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Weekly news summary: 4 February 2017

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The number of people applying to undergraduate nursing courses in England has fallen by 23% this year compared to last year, official data has confirmed.

Unions said this underlined their “worst fears” about the axing of the bursary. The Universities and Colleges Admissions Service, which provided the figures, said the overall number of applicants to study any degree subject had fallen across the UK, but nursing experienced the “most notable decrease”. The amount of people applying to nursing in Wales fell by 11%, by 7% in Scotland, and 4% in Northern Ireland.

Labour MPs have claimed the government’s ongoing policy of public sector pay restraint is “damaging” to nursing and risks the NHS losing the goodwill of its staff. In a parliamentary debate sparked by a petition, MPs urged the government to put a stop to its annual 1% pay rise cap - which is in place until 2020 - and instead properly use the independent NHS pay review body to assess wage rises. If not nurses may either leave the profession or stop working the extra unpaid hours they often do, warned the MPs.

Speaking at the debate, health minister Philip Dunne said he rejected claims that NHS nurses are undervalued. He said that while NHS staff “undoubtedly deserve a cost of living increase” it needed to be recognised that the “financial and quality challenge facing the NHS is unprecedented”. By holding down pay, the government had protected jobs in the NHS, he said.

Fears have been raised over the potential patient safety risk from nursing associates who have trained at pilot sites, because they may not be qualified to the level required by the Nursing and Midwifery Council. The concerns were put forward by a council member at the NMC’s latest meeting where it agreed to regulate the new role. NMC chief executive Jackie Smith acknowledged the development of associates had been done in the “wrong order” because pilot programmes had already begun, ahead of the NMC setting the training standards.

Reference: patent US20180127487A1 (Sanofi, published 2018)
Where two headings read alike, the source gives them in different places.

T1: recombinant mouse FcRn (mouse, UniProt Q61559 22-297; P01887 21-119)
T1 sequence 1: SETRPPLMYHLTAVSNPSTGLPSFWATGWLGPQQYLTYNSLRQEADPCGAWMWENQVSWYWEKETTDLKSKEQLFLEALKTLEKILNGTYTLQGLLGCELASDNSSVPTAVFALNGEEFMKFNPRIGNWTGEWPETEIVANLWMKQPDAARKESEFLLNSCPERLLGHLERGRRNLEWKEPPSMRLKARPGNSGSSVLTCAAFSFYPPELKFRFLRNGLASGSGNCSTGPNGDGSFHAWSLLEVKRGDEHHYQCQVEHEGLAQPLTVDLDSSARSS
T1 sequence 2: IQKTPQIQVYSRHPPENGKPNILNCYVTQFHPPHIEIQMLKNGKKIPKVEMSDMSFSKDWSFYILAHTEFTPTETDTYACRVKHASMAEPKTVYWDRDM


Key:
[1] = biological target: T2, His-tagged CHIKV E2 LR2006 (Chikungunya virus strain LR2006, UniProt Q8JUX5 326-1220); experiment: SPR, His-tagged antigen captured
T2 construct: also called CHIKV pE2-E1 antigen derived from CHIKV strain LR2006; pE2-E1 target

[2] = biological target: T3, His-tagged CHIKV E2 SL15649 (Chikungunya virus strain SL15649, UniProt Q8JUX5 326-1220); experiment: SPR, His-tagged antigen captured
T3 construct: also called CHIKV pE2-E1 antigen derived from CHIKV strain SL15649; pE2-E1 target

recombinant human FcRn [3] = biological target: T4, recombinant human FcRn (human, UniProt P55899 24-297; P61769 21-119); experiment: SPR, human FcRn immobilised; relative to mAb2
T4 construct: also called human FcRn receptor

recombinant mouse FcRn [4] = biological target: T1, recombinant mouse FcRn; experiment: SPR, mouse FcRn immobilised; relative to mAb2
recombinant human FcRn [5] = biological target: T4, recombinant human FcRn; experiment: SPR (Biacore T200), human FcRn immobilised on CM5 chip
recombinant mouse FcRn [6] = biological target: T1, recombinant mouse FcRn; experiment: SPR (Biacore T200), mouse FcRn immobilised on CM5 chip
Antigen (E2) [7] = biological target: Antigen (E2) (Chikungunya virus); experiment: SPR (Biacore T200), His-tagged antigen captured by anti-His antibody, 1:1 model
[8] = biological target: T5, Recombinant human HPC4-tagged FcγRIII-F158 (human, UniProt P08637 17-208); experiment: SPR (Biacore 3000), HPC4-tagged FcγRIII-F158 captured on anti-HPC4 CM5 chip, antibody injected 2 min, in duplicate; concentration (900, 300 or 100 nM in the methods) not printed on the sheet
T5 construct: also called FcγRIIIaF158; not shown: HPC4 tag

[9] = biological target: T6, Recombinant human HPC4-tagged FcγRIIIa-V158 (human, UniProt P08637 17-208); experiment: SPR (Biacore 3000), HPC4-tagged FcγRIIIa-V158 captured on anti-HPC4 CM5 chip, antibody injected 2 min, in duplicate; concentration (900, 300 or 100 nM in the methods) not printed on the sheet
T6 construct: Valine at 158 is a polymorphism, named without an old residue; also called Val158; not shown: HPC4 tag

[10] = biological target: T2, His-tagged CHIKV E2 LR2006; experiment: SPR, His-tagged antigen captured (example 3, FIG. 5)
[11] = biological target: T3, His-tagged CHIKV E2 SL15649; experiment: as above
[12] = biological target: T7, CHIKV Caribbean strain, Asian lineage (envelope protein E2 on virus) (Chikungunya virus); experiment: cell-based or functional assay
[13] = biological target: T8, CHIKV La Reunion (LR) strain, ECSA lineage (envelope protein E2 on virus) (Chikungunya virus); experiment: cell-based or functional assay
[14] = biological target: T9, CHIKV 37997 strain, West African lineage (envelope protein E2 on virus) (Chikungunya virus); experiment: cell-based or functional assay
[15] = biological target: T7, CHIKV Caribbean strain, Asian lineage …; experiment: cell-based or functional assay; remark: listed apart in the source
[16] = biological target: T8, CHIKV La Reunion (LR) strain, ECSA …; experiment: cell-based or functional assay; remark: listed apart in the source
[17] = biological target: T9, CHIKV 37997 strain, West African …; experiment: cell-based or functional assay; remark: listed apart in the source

A ground-breaking international study to build culturally aware robots could revolutionise care for the elderly, according to nurse researchers involved with the scheme. The international three-year research project is aiming to develop and evaluate robots that can help provide health-related assistance such as reminding an individual to take their medication, do their physical exercise, or raise the alarm in emergencies. Irena Papadopoulos, professor of transcultural health and nursing at Middlesex University London, which is part of the research group, said: “Assistive, intelligent robots for older people could relieve pressures in hospital and care homes as well as improving care delivery at home and promoting independent living for the elderly.”

Older people should be asked about falls when they have routine assessments and reviews with health and social care practitioners, and if they present at hospital, according to updated guidance. In addition, the guidance – from the National Institute for Health and Care Excellence – said older people at risk of falling should be offered a multi-factorial falls risk assessment and those assessed as being at increased risk given an individualised multi-factorial intervention.

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